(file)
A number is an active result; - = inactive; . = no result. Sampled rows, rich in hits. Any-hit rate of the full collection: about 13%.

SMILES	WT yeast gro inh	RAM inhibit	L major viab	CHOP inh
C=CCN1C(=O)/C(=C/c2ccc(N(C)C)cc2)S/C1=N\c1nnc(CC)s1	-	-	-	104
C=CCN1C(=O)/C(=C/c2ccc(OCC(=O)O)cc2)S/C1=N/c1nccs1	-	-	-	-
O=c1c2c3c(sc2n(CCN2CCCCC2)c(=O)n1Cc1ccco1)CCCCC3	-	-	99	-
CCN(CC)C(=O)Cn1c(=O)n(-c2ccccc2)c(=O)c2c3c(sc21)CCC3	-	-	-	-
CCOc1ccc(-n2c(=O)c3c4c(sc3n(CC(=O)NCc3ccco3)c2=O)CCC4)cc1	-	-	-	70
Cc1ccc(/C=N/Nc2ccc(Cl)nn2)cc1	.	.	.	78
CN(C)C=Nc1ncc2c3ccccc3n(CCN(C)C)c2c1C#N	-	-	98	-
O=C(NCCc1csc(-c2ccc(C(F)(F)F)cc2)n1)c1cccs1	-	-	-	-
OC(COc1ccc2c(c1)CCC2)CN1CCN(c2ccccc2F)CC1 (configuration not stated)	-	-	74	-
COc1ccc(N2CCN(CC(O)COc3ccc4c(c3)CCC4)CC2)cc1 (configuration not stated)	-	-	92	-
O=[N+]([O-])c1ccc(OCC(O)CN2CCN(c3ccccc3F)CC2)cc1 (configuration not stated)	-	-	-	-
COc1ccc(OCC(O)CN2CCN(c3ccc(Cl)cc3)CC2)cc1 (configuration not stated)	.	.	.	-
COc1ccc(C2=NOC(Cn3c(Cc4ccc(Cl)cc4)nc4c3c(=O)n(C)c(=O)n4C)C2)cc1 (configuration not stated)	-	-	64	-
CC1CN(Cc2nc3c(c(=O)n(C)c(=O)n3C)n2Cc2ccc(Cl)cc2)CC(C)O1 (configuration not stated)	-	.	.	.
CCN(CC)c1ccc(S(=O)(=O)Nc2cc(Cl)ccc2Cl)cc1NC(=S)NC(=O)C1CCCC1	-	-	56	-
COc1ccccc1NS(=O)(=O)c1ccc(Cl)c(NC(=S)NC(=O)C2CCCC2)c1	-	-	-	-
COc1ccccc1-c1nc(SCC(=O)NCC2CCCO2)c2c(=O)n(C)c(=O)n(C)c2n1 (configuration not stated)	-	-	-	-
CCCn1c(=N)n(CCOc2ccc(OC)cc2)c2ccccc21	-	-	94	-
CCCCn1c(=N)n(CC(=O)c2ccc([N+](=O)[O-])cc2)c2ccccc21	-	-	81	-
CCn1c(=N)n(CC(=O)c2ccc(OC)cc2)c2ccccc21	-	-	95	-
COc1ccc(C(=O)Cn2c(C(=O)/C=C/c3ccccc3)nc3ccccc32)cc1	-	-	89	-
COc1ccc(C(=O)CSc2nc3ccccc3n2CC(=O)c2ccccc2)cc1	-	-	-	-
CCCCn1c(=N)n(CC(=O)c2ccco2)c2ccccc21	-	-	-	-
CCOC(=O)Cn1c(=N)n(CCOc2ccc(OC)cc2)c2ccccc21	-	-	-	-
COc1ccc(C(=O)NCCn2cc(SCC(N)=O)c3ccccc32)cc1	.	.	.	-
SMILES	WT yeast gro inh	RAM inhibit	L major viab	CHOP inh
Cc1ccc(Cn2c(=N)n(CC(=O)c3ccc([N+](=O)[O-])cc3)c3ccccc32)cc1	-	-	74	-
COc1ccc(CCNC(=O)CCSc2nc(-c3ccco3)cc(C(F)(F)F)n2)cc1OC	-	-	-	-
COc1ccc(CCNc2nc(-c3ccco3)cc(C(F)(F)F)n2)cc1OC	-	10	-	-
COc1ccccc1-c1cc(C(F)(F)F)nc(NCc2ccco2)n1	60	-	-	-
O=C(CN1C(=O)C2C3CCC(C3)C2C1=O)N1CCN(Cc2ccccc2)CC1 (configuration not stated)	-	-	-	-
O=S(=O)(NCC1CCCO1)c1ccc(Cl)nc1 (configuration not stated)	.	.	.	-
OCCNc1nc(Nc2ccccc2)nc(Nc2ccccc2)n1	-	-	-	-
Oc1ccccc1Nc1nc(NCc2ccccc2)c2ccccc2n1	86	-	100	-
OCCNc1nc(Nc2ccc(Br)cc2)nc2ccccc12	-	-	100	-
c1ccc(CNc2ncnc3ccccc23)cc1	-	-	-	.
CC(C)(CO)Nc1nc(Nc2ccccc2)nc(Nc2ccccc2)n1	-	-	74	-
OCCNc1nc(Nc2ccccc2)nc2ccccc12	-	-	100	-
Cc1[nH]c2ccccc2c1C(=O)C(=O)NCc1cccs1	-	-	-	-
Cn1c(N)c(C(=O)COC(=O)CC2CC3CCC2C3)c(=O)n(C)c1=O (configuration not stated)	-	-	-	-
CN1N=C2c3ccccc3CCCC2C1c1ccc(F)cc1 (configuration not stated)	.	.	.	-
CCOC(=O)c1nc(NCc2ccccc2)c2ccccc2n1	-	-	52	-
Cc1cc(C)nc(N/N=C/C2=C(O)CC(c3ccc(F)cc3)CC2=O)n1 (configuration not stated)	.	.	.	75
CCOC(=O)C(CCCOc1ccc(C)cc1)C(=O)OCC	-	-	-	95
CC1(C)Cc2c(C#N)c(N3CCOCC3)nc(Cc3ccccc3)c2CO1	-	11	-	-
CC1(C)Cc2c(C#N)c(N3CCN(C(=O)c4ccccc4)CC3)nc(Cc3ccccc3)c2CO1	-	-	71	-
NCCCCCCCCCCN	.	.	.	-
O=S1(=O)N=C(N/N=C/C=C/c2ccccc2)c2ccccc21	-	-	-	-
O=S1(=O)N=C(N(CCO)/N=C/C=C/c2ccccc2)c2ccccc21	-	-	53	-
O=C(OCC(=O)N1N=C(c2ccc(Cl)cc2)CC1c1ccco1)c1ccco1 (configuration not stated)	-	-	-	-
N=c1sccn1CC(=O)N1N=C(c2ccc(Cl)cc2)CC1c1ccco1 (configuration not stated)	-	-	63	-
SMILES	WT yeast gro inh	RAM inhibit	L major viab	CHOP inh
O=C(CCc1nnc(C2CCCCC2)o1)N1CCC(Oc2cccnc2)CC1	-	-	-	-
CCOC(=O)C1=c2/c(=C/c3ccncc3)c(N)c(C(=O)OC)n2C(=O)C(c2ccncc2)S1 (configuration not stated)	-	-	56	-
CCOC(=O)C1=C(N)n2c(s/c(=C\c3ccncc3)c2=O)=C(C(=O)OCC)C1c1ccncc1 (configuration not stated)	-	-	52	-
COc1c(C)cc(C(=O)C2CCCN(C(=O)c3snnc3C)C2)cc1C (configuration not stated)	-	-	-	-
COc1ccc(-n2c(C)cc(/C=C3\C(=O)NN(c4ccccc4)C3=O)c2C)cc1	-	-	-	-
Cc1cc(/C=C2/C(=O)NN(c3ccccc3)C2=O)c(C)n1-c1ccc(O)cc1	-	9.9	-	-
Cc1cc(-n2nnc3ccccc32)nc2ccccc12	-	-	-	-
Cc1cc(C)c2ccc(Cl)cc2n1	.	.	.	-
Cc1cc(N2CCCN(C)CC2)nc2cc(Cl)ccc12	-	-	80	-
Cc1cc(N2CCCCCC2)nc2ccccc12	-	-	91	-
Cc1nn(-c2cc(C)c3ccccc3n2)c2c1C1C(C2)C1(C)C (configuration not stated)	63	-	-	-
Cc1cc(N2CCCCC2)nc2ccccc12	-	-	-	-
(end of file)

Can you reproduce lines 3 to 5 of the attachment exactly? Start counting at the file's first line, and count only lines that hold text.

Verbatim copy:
C=CCN1C(=O)/C(=C/c2ccc(N(C)C)cc2)S/C1=N\c1nnc(CC)s1	-	-	-	104
C=CCN1C(=O)/C(=C/c2ccc(OCC(=O)O)cc2)S/C1=N/c1nccs1	-	-	-	-
O=c1c2c3c(sc2n(CCN2CCCCC2)c(=O)n1Cc1ccco1)CCCCC3	-	-	99	-